i think what lead me to work with food in this way was the need to as they say “do the work”. i was looking for a way to express my social observations and food so clearly became the appropriate medium for me. There is so much hidden context in food socially and some of it isn’t even hidden, we’ve just been conditioned to see it as this one-dimensional thing. But food is so much more than that. Our ancestors knew this. Our elders know this. Even we know this as children but somehow that understanding gets lost along the way. It can be a tool for liberation, play, healing, conversation, and community. To be blessed enough to have access to food and only use it in a one-dimensional way (consumption) is somewhat disrespectful to me. As a former improv student, i like to take the “yes, and” approach to food as it pertains to my practice. For example, i could prepare a bowl of soup for myself after a long, stressful day. It could at first glance be seen as just a bowl of turkey soup, but upon further observation, it could be seen as something more. It’s a bowl of turkey soup. Yes, and it’s a bowl of turkey soup using my grandmother’s recipe. Yes, and it’s the comestible representation of call and response. I called out for comfort in the form of a meal, and the response was a memory of being comforted by my grandmother’s soup. i believe that food has the ability to heal and empower in that way, on a spiritual level. i also believe that is one of the many reasons that Black and Brown communities struggle with food access. We struggle the most because our oppressors understand the power that food holds. This is especially true in indigenous communities. If i can draw connections to my experiences in this world and food, beyond consumption, it not only grounds and benefits me, but i think it also benefits others who are interested in going from solely a consumer in the food chain to a possible environmental steward and community member of a sustainable food web. The work i do requires a strong imagination, but thankfully i am surrounded by a global community that continuously inspires me to think bigger and create for the collective.
How does where you live inform and influence your work/well-being?
Baltimore heavily influences my work and well-being. Its easy for folks to see the negative things happening here and let that be all there is to this city. Places like Baltimore, Chicago, Detroit, and St. Louis are merely reflections of this nation’s regard for Black people and the issues that we face. So when folks knock these cities or think that there isn’t anything of substance coming from these places it says a lot to me about who they are. The people here are what make it beautiful to me. There is a genuine warmth to folks in Baltimore. Whether or not that warmth is shared with you doesn’t take away the fact that it exists. You just have to earn it. i feel like in spite of its circumstances there is a level of dignity to Baltimore in that it doesn’t try to be something that it is not. It is as real as the folks who are from here and continue to call it home. i try to bring that dignity and authenticity to my work and make my city proud.
I love how your work continues to evolve and there is almost this seamless flux happening from an outside perspective (concept dinners, Studio IAO, music production, BLK//SUGAR, writing a memoir, residencies, and so much more). Could you speak a bit to creative evolution/metamorphosis? And any tips you have for creatives looking to incorporate more facets and ways to more deeply engage with their work?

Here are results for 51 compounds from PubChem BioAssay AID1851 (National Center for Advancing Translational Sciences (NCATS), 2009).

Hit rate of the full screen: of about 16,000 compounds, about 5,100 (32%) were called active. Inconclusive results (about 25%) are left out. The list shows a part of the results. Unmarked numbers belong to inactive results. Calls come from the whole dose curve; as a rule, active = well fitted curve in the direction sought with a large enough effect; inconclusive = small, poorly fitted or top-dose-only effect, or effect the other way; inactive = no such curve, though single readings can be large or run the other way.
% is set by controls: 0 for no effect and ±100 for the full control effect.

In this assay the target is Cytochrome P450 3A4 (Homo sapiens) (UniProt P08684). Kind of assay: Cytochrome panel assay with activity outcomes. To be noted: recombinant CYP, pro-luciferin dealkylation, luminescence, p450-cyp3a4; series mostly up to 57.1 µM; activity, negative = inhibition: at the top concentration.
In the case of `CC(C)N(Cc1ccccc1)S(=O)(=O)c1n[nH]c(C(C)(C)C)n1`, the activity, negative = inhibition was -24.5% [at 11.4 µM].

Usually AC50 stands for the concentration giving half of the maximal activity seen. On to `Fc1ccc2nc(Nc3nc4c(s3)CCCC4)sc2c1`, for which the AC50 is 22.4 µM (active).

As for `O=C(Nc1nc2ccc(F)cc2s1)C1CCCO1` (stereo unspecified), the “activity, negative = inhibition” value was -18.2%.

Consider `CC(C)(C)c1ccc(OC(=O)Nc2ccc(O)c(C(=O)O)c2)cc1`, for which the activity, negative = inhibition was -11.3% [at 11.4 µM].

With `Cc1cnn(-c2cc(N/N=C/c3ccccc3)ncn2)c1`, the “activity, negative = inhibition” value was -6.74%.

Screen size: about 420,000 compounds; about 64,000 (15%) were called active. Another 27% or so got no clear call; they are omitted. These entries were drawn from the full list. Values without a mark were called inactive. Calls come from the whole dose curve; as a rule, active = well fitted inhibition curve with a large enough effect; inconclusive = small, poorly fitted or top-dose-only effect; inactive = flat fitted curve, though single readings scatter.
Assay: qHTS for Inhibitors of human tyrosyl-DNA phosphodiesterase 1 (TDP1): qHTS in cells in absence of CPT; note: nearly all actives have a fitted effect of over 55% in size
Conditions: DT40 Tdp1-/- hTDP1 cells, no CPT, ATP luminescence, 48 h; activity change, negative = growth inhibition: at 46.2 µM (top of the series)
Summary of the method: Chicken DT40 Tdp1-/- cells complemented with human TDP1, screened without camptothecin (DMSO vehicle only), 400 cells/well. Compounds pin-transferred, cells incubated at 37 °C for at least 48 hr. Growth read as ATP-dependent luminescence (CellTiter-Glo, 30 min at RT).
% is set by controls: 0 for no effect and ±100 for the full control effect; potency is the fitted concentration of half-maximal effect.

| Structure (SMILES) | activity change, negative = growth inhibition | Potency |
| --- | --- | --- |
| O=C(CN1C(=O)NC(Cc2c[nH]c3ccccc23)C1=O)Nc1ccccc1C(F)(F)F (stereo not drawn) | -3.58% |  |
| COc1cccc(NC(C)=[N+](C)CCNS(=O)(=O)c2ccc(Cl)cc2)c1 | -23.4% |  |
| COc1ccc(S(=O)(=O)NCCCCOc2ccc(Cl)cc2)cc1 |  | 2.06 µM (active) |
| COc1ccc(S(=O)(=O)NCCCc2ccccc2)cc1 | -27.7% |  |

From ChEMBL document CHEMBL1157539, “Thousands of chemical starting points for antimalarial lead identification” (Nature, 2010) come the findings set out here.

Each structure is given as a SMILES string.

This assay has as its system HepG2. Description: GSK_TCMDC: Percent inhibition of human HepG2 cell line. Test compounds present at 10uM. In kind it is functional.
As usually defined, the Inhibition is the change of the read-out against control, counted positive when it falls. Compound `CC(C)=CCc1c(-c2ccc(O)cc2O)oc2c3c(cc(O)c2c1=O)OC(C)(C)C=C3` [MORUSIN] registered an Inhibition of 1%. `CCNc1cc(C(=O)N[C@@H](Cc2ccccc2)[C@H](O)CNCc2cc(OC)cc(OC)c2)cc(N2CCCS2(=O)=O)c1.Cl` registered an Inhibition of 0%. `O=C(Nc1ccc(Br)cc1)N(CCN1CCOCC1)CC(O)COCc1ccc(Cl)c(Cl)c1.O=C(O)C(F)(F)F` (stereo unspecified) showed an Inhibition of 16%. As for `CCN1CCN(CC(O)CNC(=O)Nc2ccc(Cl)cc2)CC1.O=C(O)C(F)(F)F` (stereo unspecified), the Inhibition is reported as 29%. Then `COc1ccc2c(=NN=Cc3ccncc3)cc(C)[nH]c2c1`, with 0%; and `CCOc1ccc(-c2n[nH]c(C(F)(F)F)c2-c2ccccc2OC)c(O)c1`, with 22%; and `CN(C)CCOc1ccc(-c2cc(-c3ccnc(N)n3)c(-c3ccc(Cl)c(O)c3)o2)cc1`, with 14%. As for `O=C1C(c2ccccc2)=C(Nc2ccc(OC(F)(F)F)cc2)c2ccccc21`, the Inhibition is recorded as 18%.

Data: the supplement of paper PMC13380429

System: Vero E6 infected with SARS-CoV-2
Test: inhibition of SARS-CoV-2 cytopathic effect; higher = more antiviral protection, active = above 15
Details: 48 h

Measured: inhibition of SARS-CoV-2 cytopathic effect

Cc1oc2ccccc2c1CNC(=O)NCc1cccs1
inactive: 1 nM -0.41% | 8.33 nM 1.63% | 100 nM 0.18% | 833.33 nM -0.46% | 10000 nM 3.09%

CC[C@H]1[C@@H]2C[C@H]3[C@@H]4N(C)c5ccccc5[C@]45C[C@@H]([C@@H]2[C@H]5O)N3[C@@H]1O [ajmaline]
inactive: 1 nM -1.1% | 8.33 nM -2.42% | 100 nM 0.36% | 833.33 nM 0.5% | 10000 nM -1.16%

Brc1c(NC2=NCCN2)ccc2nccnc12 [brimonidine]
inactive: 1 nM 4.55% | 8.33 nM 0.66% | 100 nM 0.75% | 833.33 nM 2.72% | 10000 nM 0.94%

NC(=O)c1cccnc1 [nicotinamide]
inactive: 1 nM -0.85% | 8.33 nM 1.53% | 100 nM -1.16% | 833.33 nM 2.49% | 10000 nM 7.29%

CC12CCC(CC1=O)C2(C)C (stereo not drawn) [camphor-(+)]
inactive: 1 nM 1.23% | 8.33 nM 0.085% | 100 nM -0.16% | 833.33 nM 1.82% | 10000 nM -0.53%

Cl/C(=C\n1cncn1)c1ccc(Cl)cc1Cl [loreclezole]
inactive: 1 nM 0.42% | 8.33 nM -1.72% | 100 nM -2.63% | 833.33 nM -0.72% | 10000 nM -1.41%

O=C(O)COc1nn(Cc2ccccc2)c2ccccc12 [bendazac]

It has been my experience that creative evolution is also personal evolution. What happens to me on a personal level affects my artistic view of the world around me. In my opinion, this is both good and bad. Good, because it presents the opportunity to learn, grow, and be victorious. Bad, because it presents the opportunity to become complacent, hopeless, a victim. i try my best to be objective when i create, but sometimes i feel that doesn’t fully honor the emotions i may be feeling or the experiences i’m going through. i find that when i am honest about what i am feeling and what i am going through (whether it is good or bad), it allows me to better contextualize that experience and better articulate my emotions. This further positions me as the author of my own story rather than some protagonist that life is happening to. It gives me the ability to fully feel and trust my experience, something that i am constantly told i have no agency over as a Black woman in this world. When i apply an interdisciplinary lens to my day to day life it allows me to feel more connected to my humanity. And given the current state of our country and the world, i feel that is something we all need to be reminded of, our humanity. The reality that we are all here for a very brief time and that there is so much to be learned and unlearned in order for us as human beings to grow and evolve…in order for us to move forward. We make mistakes. We are not perfect. But every day we have the opportunity to learn and unlearn. To move forward or remain stagnant. i feel that we often wait for some larger catalyst for change outside of ourselves but we in fact are the catalyst. We can intentionally birth the next chapter without tragedy or loss being the seed. And that is not to say that rebirth or a metamorphosis sparked by a tragedy or loss is less than because i find those types of rebirths to be brave. But it is just to suggest that we needn’t constantly position our rebirths or transitions as responses to traumatic events. As i mentioned before, we determine how we show up in the world. Given the choice of having my growth be of my own accord or reactionary, i’d prefer the former versus the latter.
As we head into the long winter, what are foods and meals that keep you warm and feeling whole? Do you find there are specific ingredients you are drawn to more than other times of the year- or any notes of seasonality that are woven through your work and/or home?
Hmmm, i guess i lean more towards warmth, comfort, and simplicity in the Winter. The cold weather always feels like such a shock to my system even though i know that it’s coming. So to ease the shock i tend to go for foods that ground me and make me feel at home. This looks like a lot of foods from my childhood. Chicken and Dumplings. A pot of collard greens. Beans and ham hocks. Eating the foods of my people in the south but also exploring ways to update those dishes. Roasted vegetables. i eat a lot more offal as well even though i’ve slowed down on it more over the years.
Where could we find you on a day off?
On a day off i am home! You can find me at home curled up with my partner as we both read. He is probably reading sci-fi and i am probably reading poetry. Our cat is likely curled up with us.